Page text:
Aerosmith turns in a balls to the wall blues album covering classic blues cuts ... which ends up sounding like a rock band that knows the blues, but hasn't played the real blues & in turn creates a train wreck that succeeds in a few places almost by accident.  They have one foot in the blues, but Aerosmith is firmly a rock band. Its honorable that they want to recognize their roots by making a blues album with classic songs, versus writing a bluesy rock album like Merzy or Cinderella, but what was their goal? Was it to play great blistering blues? Was it to interpret old songs? Was it to give a rock feel to blues songs? Was it to have fun? I think they did have fun, but as for the other questions I can't give much answer. I heard this when it came out & never wanted to hear any more from them. Listening to it years later I still don't like it for the same reasons, & I say this having changed my listening interests over this time. I found & now find again this album to not be bluesy, but just noisy. It wasn't particularly great rock, but filler songs on the B-side. This is farther away from the blues than they've ever made. Its blues for people who don't know the blues, thus they won't know how bad it is. While its an example of a bad blues album by a great rock band. While this album is full of wonderful blues classics, but I doubt anyone will walk away knowing this. I doubt anyone will hum "You Gotta Move" or want to hear the original. I hope they don't want to hear the original, as they'll realize how Aerosmith jettisoned everything great about the song & turned it into rock filler fluff. For example, "Road Runner" is a classic song with a great memorable riff. The riff is completely drowned out here & doubtful anyone will come away humming it. While, is that an excess of cymbals in the song, as the rhythm section just feels like a wash of indistinct sound ... or was this album poorly mixed? Likely a bit of both, as what blues song has a drum solo? This sounds like a no talent bar band trying to play a song one drunken night. I feel bad that Aerosmith likely worked hard to sound this bad. The Jeff Beck-esque guitar solo that uses all the foot pedals to create lots of sounds just demonstrates what a mess this is. We know its a mess, but thanks for driving the point home. Whose idea was it to break the solo up into numerous sounds? Is this an attempt to have emotion knowing the blues is all about feeling? Complete failure to do anything but twist knobs in the studio & make the biggest wall of sound ever. Every instrument in this bad bar band is trying to play over each other. Nobody is listening to each other. No instrument stands out. Its amateur blues hour. The fact is, "Dream On" had more feeling than this entire record, so there's no need for this to be a train wreck or a show off situation of how many sounds your instrument can make. "Shame, Shame, Shame" features wild guitar playing that might be interesting if the rest of the band was giving it a platform that was interesting. Not a mess of everyone trying to play the blues as fast as possible with no groove, not letting any instrument breathe, not giving any hook a moment to shine, not caring about any sense of melody. Were they on speed when they recorded this? What drugs were they on? I can just imagine Willy Dixon with his big upright bass telling his band to play as fast as possible. Actually, no, I can't, as it defies reality. When jazz pianist Bill Evans started playing fast near the end of his career it was because he thought that's what people wanted in jazz - flash over substance. Only before he died did he slow down again & realize he had it wrong, & that playing fast isn't better. The album ends with "Jesus Is On The Mainline", which attempts to be Delaney & Bonnie's Motel Shot in a big rollicking gospel choir with acoustic guitar, but it couldn't sound more out of place, not to mention contrived. There's nothing gospel or choir-like about Aerosmith, & having a female lead the group made it more out of place. Its like if the next AC/DC album was promoted as retro & closed with an all female a cappella doo-wop outing. If this is an experiment in music making, than I'll give it some points, as it has more in common with drugged out albums of the '60's & '70's for me than anything remotely like the blues. I should say, in high school & college I was a super jazz and blues fan. My life changed the day I heard Robert Johnson & I started learning guitar to play him. I love the blues. I can't get into this. I've seen reviews praise this album, but after a couple listens both at the time of release & over a decade later I don't believe the reviewers are listening to the same album. Maybe they just refuse to acknowledge the fact Aerosmith made a stinker after two decades of great albums. They are a great band & it hurts to confess they failed, but confess it. There are a few decent moments. Two, to be precise. "Never Loved A Girl" has the music is slowed down, the Hammond organ is given space, the guitars subtle, the drums laid back, the band knows when to play & when not, Tyler sings his heart out as one of rock's most iconic singers, & there's even a horn line. If the entire album was like this than it would be one of their greatest albums ever, hands-down. This song was crafted & is wonderful blues. The song is golden & worth including on hits compilations by them. For Joe, who sings, it might be one of his greatest songs on record. "Back Back Train" is an interesting moment with Joe & Tracy Bonham on backing vocals. It is sincerely haunting & raw. Though, I begin to think maybe Joe should have been in charge & not Stephen. But, that's it. Nothing else on this album I found anything but disturbingly bad & embarrassing. Though, points to Stephen singing his heart out in wonderful form. He's one of our most emotive singers, but the material doesn't do him any justice.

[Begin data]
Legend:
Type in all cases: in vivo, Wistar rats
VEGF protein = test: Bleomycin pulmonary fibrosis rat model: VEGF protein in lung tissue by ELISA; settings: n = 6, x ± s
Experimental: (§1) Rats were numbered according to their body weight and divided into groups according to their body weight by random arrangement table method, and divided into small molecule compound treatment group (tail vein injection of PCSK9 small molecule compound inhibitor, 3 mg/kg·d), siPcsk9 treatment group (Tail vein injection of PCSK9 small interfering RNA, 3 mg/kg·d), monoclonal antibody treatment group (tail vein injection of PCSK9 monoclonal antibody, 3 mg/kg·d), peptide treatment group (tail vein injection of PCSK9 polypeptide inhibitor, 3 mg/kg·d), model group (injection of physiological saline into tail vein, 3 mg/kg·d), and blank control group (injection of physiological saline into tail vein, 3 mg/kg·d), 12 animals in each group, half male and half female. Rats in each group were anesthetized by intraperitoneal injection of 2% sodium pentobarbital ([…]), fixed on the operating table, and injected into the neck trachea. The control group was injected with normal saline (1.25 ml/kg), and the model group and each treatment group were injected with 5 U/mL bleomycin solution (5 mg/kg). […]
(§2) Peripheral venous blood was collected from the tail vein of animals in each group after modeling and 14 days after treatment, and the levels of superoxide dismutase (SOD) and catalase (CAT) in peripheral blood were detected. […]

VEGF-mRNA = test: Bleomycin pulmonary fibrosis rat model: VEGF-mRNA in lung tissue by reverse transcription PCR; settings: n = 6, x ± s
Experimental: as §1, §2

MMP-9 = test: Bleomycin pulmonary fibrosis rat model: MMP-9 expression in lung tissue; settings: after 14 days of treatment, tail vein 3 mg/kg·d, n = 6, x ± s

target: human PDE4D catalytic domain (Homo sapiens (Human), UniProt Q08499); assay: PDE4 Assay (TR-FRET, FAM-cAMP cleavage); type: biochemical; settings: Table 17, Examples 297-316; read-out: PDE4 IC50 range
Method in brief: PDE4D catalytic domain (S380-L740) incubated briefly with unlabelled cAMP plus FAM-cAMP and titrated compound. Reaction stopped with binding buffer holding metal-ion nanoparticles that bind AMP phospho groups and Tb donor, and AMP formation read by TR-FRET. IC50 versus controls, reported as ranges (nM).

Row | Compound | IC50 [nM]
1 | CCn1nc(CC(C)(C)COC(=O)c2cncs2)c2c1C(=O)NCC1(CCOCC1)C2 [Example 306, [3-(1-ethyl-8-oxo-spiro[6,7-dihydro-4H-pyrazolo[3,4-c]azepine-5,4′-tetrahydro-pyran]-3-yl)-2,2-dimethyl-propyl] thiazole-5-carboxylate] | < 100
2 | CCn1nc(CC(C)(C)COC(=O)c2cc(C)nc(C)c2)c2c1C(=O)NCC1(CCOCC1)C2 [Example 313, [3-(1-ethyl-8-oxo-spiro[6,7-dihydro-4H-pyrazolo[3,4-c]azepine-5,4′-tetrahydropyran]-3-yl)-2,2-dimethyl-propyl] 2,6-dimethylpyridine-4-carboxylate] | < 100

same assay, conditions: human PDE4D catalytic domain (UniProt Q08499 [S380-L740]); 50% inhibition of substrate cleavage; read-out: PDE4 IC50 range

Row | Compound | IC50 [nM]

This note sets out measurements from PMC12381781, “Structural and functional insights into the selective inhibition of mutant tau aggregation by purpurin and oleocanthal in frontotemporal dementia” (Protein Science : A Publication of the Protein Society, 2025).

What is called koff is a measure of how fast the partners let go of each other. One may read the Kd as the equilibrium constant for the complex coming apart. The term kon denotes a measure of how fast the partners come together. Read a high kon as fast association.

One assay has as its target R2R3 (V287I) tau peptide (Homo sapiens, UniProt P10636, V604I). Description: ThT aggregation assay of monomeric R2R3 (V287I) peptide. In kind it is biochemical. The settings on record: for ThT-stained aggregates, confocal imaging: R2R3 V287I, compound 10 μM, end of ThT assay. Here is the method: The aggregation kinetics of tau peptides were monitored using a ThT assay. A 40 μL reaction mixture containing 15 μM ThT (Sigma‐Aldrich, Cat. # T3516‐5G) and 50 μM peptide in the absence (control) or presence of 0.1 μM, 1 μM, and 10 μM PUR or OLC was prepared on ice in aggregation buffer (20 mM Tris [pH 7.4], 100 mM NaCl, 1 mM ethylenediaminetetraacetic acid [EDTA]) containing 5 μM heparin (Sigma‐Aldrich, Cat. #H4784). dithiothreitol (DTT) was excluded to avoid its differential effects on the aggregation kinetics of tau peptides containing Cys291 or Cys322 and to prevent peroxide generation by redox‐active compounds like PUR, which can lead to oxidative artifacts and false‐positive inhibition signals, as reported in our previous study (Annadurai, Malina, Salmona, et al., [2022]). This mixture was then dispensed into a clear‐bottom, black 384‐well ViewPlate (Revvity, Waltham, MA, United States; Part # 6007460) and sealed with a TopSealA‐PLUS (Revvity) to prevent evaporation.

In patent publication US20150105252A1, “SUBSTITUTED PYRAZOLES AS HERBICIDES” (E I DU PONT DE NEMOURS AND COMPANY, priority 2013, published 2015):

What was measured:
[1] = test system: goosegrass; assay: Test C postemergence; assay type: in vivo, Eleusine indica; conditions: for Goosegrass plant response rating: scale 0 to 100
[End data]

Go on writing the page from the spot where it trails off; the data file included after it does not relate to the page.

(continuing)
January 23, 2023